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Posted by John Mauldin - Mauldin Economics

on Wednesday, 29 November 2017 06:36

Since the 2008 financial crisis, there’s been a growing number of ridiculous, inane, and otherwise nonsensical economic interventions from our central bankers that fill the daily economic headlines.

I have gone from the occasional smile to scratching my head now and then to "WTF" moments.

All that said, the economists who designed these interventions had their reasons. They thought lower interest rates and liquidity injections would create jobs, spur investment, and eventually produce inflation.

Then the idea was to reduce the stimulus before inflation got out of control. The problem is that none of these wishes came true.

The Philips Curve That Doesn’t Work Anymore

The key gauge of central bankers for assessing this tricky process is the unemployment rate.

An economy at “full employment” is one in which inflation is right around the corner. The theoretical relationship looks something like this – chart from Gary Shilling.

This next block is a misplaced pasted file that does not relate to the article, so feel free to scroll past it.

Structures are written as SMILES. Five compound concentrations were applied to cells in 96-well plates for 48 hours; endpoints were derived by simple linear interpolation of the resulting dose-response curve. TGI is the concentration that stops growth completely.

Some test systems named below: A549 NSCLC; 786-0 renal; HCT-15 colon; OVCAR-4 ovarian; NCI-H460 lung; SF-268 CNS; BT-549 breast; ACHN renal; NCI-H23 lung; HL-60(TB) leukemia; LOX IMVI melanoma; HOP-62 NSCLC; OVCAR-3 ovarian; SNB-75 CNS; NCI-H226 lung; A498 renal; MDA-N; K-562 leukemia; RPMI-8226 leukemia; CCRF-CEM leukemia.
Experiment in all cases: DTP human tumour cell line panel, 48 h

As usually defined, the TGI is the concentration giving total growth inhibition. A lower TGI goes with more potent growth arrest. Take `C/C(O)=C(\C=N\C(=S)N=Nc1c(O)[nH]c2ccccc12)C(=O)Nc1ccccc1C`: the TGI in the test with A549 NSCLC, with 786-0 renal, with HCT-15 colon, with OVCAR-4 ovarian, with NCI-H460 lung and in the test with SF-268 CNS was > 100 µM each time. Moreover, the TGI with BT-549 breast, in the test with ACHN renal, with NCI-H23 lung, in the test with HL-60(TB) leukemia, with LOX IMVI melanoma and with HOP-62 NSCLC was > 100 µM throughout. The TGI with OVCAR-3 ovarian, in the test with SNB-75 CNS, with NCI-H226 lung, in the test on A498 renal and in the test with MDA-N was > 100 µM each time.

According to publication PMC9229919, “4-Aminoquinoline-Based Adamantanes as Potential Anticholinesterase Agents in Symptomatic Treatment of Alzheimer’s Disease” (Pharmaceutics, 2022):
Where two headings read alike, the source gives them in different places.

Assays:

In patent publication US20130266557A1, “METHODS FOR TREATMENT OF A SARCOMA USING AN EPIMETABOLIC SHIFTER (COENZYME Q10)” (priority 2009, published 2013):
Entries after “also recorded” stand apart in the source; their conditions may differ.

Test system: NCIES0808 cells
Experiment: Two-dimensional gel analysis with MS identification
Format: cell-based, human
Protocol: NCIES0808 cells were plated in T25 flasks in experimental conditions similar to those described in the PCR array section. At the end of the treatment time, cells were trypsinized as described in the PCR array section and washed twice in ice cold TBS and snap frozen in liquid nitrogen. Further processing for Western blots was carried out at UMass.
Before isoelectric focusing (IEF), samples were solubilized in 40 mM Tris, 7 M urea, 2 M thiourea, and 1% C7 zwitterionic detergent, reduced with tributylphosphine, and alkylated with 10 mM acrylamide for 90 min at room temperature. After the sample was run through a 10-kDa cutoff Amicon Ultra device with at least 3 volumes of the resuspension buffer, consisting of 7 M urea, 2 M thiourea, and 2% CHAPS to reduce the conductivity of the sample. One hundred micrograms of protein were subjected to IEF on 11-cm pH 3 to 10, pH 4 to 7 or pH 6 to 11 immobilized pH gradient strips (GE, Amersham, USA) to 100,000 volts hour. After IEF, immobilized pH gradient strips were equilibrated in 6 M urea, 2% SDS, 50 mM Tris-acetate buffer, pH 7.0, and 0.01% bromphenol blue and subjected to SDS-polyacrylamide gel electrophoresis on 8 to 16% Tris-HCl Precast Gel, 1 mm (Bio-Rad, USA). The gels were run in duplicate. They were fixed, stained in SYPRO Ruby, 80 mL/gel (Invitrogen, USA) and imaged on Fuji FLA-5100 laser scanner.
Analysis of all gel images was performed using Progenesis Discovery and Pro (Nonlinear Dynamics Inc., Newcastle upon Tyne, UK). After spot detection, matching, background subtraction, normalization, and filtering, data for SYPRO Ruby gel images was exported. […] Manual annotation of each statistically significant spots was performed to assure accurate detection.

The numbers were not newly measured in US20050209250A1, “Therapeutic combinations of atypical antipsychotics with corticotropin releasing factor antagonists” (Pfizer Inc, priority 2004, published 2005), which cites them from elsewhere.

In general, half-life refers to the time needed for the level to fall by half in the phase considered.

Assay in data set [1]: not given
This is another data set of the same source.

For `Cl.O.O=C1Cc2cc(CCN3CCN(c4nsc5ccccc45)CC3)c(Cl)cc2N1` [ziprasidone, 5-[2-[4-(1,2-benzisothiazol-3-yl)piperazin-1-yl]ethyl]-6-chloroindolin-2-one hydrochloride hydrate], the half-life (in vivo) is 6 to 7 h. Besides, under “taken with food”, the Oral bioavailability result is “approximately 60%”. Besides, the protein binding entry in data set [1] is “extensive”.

Image 1 20171120 ME OP JM8

In fact, we now have very low unemployment, accompanied by stubbornly low inflation.

Why is that? No one really knows.

All sorts of theories are floating around, but none have yet proven helpful in restoring the Phillips Curve.

Here’s reality, via Gary Shilling:



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Economic Outlook

Canada’s Hunt for Taxes – Trudeau’s Destruction of the Canadian Economy

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Posted by Martin Armstrong - Armstrong Economics

on Friday, 15 September 2017 06:48

Trudeau-JustinThe Canadian Prime Minister Justin Trudeau is doing his best to send Canada into the Dark Age. He is clearly a Marxist and has targeted small business which creates 70% of all employment. He said “I want to be clear,” at the Liberal party’s recent caucus gathering in Kelowna. “People who make $50,000 a year should not pay higher taxes than people who make $250,000 a year.”